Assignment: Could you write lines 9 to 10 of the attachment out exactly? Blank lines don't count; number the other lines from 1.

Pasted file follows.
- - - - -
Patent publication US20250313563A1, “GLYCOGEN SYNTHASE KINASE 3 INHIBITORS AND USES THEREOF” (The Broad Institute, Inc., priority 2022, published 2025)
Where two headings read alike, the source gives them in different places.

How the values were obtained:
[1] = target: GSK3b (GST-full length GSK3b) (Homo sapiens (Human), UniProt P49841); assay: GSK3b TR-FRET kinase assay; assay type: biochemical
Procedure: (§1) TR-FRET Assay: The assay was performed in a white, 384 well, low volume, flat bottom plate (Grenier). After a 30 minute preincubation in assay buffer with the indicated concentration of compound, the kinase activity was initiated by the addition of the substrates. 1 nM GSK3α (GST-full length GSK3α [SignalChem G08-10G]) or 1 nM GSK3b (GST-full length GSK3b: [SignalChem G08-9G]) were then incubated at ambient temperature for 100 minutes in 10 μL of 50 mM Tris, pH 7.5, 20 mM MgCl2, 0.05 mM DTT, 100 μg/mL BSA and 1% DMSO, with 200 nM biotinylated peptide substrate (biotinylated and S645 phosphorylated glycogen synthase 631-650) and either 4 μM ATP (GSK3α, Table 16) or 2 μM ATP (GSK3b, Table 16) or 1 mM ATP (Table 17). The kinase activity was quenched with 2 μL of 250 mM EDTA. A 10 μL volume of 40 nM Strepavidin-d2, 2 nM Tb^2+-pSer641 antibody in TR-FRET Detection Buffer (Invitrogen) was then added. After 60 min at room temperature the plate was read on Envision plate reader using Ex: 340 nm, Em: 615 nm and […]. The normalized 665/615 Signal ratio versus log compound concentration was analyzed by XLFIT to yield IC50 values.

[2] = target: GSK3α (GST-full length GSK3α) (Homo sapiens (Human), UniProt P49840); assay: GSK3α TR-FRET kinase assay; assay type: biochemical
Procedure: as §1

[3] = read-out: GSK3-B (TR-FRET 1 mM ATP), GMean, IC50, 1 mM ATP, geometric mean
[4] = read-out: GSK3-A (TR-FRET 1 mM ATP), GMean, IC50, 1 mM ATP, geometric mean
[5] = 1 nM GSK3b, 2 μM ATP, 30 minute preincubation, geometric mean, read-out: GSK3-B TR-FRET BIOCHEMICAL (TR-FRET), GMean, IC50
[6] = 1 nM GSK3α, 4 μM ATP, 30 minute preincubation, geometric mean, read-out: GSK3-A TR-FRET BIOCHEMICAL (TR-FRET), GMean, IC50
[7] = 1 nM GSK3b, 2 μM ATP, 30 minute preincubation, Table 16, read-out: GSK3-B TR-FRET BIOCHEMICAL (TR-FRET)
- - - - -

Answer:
[4] = read-out: GSK3-A (TR-FRET 1 mM ATP), GMean, IC50, 1 mM ATP, geometric mean
[5] = 1 nM GSK3b, 2 μM ATP, 30 minute preincubation, geometric mean, read-out: GSK3-B TR-FRET BIOCHEMICAL (TR-FRET), GMean, IC50